CT: Give an example of how that might work.
Sajor: You’re a student and you’re going along and submitting assignments, doing reading, doing all those things one would normally do in the course of a class. Assignments are generally due in your class Sunday night. In the first few weeks you turn your assignments in on Friday. And suddenly, you turn in an assignment on Saturday evening, and the next week you turn one in mid-day Sunday. Well, we’re going to notice that in our analytics. We’ll pick that up and say, “Wait a second. Sally Student now has perturbation in her behavior. She was exhibiting a behavioral pattern over time since she started as a student. Now her pattern has shifted.” That becomes an insight. What we do at that point is flag the faculty member or an academic adviser or enrollment adviser to contact Sally using her preferred mode — e-mail, phone call. And we’ll ask, “Hey Sally, we noticed you’re turning in your assignments a little bit later than you normally did. Is there anything we can do to help you?” You’d be amazed at the answers we get, like, “My childcare on Thursday and Friday night fell apart.” That gives us an opportunity to intervene. We can say, “You’re in Spokane. We know some childcare providers. We can’t recommend anybody; but we can give you a list that might help you.”
UoP recognizes the value of learner behavior patterns, which can only be learned by viewing data patterns over time. The student’s behavior in a course is a long-running transaction, with data sets organized around the learner.
In edX, by contrast, the data appears to be organized a series of log files organized around server usage. Such an organization allows aggregate data usage over a course, but it makes it extremely difficult to actually follow a student over time and glean any meaningful information.
The MIT News article called out why this richer data set is so important:
Harvard’s Andrew Ho, Chuang’s co-lead, adds that the release of the data fulfills an intention — namely, to share best practices to improve teaching and learning both on campus and online — that was made with the launch of edX by Harvard and MIT in May 2012.
If you want to “share best practices to improve teaching and learning”, then you need data organized around the learner, with transactions captured over time – not just in aggregate. What we have now is an honest start, but a very limited data set.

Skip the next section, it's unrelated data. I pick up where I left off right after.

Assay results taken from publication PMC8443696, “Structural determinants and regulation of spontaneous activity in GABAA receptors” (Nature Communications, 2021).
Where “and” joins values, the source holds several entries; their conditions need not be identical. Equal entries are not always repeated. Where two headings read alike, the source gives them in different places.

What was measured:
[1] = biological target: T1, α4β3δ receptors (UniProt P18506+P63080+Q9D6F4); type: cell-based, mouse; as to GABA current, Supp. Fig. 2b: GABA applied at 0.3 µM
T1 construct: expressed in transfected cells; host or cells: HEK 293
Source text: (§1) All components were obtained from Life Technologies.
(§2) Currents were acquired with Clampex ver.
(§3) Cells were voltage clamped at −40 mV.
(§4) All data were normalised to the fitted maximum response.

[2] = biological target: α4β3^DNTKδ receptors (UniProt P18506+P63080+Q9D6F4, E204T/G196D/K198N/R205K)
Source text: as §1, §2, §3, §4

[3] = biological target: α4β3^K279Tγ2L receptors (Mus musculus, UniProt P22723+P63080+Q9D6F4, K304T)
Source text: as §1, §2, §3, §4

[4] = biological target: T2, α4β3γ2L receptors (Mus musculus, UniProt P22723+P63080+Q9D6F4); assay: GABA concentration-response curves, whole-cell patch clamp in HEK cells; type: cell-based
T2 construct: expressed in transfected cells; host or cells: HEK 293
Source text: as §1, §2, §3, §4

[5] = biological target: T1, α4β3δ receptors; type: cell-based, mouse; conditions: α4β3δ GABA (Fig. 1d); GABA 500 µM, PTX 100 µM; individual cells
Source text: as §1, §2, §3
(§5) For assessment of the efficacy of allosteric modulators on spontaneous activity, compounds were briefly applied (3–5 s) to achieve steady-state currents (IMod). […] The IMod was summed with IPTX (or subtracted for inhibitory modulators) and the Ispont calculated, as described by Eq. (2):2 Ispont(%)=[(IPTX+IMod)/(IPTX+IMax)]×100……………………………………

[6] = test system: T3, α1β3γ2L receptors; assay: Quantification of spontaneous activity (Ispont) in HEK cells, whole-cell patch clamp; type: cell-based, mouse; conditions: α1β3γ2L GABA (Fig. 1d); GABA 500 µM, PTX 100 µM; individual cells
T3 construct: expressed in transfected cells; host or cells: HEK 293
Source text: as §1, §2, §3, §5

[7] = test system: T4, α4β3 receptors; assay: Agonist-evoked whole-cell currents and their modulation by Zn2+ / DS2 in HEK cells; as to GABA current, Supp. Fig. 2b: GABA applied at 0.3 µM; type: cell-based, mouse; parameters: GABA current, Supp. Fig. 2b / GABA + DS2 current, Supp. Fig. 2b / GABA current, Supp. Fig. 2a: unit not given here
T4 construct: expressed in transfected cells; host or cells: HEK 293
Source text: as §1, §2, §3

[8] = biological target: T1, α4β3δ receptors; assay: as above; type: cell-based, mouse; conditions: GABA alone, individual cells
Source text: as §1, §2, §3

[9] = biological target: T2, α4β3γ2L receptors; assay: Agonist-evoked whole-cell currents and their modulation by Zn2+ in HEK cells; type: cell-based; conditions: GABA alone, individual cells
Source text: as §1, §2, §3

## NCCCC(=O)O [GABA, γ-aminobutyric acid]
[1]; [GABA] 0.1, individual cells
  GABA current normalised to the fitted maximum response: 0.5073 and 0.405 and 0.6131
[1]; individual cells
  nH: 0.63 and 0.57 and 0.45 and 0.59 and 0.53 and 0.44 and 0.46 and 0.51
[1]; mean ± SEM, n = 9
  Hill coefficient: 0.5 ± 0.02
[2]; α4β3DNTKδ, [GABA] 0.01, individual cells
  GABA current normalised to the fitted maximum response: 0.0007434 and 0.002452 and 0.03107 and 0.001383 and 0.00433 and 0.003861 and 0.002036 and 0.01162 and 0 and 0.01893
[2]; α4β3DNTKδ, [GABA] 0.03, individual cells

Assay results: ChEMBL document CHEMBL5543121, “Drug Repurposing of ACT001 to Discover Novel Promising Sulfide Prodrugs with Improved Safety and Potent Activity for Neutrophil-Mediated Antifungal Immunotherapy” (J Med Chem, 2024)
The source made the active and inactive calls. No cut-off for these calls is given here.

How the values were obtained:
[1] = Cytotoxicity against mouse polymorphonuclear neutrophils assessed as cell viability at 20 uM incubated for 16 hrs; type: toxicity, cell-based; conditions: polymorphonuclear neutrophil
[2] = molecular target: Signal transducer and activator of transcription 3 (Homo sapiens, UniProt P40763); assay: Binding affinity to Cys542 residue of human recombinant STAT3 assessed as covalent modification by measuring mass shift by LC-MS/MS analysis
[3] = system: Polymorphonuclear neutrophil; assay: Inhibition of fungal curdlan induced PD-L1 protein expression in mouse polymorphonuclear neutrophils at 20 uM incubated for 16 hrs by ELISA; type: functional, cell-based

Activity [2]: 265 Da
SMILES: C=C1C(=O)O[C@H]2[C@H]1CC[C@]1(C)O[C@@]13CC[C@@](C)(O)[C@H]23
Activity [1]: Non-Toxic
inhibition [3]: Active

Note: The Harvard and MIT edX is de-identified to fit within FERPA requirements, but after reading their process, it does not appear that the learner patterns were removed due to privacy concerns.
Update: Based on private feedback, I should clarify that I have not validated that the UoP analytics claims actually work in practice. I am giving them credit for at least understanding the importance of learner-centered, behavior-based data to improve teaching and learning, but I do not know what has been fully implemented. If I find out more, I’ll share in a separate post.
On this point, there is an angle of ‘what University of Phoenix could learn from Harvard and MIT on analytics’ regarding Open Data and the ability to see real results.
Non-aggregated microdata (or a “person-click” dataset, see http://blogs.edweek.org/edweek/edtechresearcher/2013/06/the_person-click_dataset.html ) are much harder (impossible?) to de-identify. So you are being unfair in comparing this public release of data with internal data analytic efforts.
Phil Hill says
Ewout – you have a point about the difference between public release of data and internal data; however, that doesn’t eliminate the opportunity to learn from others. Fair, in my mind, has nothing to do with it.
On the non-aggregated microdata, privacy / de-identification might be a reason to not attempt to release the full dataset, but the bigger issue is _whether HarvardX and MITx are even looking at learner-centered, time-based data_. Have you seen any evidence from them or edX of useful data of this type being analyzed and released in aggregate form? I have not, and I strongly suspect there is a reason based on the data available.
Stanford has shown that it is possible to capture and learn from this data within a MOOC – see http://www.stanford.edu/~cpiech/bio/papers/deconstructingDisengagement.pdf. That is based on analysis from 3 Coursera courses I believe.